- [pdf] [supp] [arXiv]
Towards Discriminative Representation Learning for Unsupervised Person Re-Identification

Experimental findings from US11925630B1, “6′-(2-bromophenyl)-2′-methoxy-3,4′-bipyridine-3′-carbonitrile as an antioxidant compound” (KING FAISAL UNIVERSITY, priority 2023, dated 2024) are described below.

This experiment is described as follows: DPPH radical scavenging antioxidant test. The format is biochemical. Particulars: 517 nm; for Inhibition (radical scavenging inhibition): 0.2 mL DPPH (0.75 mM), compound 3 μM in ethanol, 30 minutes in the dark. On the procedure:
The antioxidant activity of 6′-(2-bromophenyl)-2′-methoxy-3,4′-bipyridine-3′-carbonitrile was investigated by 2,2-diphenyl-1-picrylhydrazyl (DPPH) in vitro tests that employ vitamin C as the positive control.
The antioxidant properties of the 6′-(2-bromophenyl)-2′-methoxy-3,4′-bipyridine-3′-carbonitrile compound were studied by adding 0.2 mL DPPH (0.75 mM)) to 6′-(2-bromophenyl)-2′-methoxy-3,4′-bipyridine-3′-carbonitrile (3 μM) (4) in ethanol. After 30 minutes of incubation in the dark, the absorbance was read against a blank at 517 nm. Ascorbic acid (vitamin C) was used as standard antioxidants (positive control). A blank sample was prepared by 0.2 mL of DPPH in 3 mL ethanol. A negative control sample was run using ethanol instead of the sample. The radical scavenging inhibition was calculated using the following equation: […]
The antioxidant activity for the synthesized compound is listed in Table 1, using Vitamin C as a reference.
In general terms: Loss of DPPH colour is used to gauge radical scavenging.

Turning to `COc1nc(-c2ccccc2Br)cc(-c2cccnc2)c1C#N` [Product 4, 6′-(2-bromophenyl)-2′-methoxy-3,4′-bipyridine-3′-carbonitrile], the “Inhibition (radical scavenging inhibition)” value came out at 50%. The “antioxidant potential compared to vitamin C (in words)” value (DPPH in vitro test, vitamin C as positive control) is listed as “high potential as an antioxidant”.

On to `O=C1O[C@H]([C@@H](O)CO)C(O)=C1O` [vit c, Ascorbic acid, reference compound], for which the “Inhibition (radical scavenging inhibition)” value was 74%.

In this work, we address the problem of unsupervised domain adaptation for person re-ID where annotations are available for the source domain but not for target. Previous methods typically follow a two-stage optimization pipeline, where the network is first pre-trained on source and then fine-tuned on target with pseudo labels created by feature clustering. Such methods sustain two main limitations. (1) The label noise may hinder the learning of discriminative features for recognizing target classes. (2) The domain gap may hinder knowledge transferring from source to target. We propose three types of technical schemes to alleviate these issues. First, we propose a cluster-wise contrastive learning algorithm (CCL) by iterative optimization of feature learning and cluster refinery to learn noise-tolerant representations in the unsupervised manner. Second, we adopt a progressive domain adaptation (PDA) strategy to gradually mitigate the domain gap between source and target data. Third, we propose Fourier augmentation (FA) for further maximizing the class separability of re-ID models by imposing extra constraints in the Fourier space. We observe that these proposed schemes are capable of facilitating the learning of discriminative feature representations. Experiments demonstrate that our method consistently achieves notable improvements over the state-of-the-art unsupervised re-ID methods on multiple benchmarks, e.g., surpassing MMT largely by 8.1%, 9.9%, 11.4% and 11.1% mAP on the Market-to-Duke, Duke-to-Market, Market-to-MSMT and Duke-to-MSMT tasks, respectively.